The Timberwolves once again show they are savants of losing. They lose exquisitely. Brilliantly. When it seems an impossible task, they find a way.
Tonight was of the blown lead variety, something they’ve clearly mastered. Earlier in the season they rushed it, immaturely blowing leads in the third quarter. More recently, they’ve exhibited the elan that comes with experience, waiting until late to snatch defeat from the jaws of victory. It’s a subtle change, but adds that extra spice to proceedings: Could it be? Might they actually win?
Alas no. They will not win.
They will instead commit a few ill-timed turnovers, clank a few nervous jumpers, miss some free throws, fail to grab a key rebound, and find a way to give back a nine point lead in three minutes and lose to the Utah Jazz 94-92.
The particularly galling element of this spectacular failure is that it was one of their best defensive efforts of the season. They held the Jazz to 41.6 percent shooting, contested effectively for 45 minutes, and had control of the game.
But of course being connoisseurs of the Wolves, we knew that control was merely an illusion. A mirage meant to fool the less experienced spectators into expecting a win.
They cleverly decided to stop guarding Derrick Favors because reasons. Ricky Rubio brilliantly committed his only two turnovers of the game during the final stretch. Andrew Wiggins and Gorgui Dieng missed mid-range jumpers, Karl-Anthony Towns allowed Rudy Gobert to get inside for the go-ahead tip-in (subtle!), and Zach LaVine held the ball until the buzzer down two before clanking a contested shot.
It takes a village.
In addition to their surprisingly good defense tonight, the Wolves featured an unusually balanced attack, with all five starters in double figures. The shooting, which had been good through most of the night, fell apart in the fourth quarter, and fell off a cliff as desperation set in. Much of what they were getting was in the mid-range, normally not shots we love, but with Rudy Gobert in the paint, they were the open looks available, and the Wolves took advantage. In the third quarter, they also started getting some things at the rim and got key threes from Towns, Wiggins, and LaVine.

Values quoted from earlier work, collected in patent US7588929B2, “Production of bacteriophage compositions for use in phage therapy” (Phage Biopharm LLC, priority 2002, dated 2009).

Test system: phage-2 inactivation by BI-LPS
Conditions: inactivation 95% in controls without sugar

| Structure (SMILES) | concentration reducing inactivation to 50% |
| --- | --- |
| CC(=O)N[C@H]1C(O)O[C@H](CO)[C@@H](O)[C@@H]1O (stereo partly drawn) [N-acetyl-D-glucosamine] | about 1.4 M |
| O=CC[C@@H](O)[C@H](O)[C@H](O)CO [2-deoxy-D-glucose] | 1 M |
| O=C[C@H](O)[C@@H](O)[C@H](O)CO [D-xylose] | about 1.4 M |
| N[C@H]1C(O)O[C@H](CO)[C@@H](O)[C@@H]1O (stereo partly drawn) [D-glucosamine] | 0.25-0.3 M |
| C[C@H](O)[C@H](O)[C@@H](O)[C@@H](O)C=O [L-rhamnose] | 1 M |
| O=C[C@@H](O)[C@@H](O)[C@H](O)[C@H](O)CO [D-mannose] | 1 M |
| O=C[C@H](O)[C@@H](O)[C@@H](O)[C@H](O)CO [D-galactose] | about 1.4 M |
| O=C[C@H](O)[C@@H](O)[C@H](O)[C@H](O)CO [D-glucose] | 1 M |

The third was their strongest stretch of the game as they outscored the Jazz 32-22 with excellent play on both ends. It was an elegant set-up for the inevitable catastrophe. Perching the anvil, as it were, high on the cliff only to have it, as always, miss the roadrunner and crush the coyote. Or Wolves in this case.
The problem throughout was turnovers. In addition to Rubio’s late two already mentioned, Wiggins had five, most of the live ball variety that resulted in easy points for the Jazz. This would, as we envisioned, bring this loss to fruition, as they needed every one of them to choreograph the enchanting ballet of failure they performed in the final three minutes.
It was a classic performance of the blown lead by the Wolves. Perhaps not quite to the level of their never-forget overtime loss to the Rockets a few weeks back, but certainly an improvement on last night’s ho-hum blowing of a five point lead after three quarters to the Wizards, which was mere practice for tonight’s epic collapse to another Northwest Division opponent, against whom they remain pristinely winless.
This is becoming a season of aesthetic genius; losing with style in any imaginable fashion. I hope you are appreciating it as it unfolds before us. I’d say it can’t last, but with this group, who knows? There might be no limits.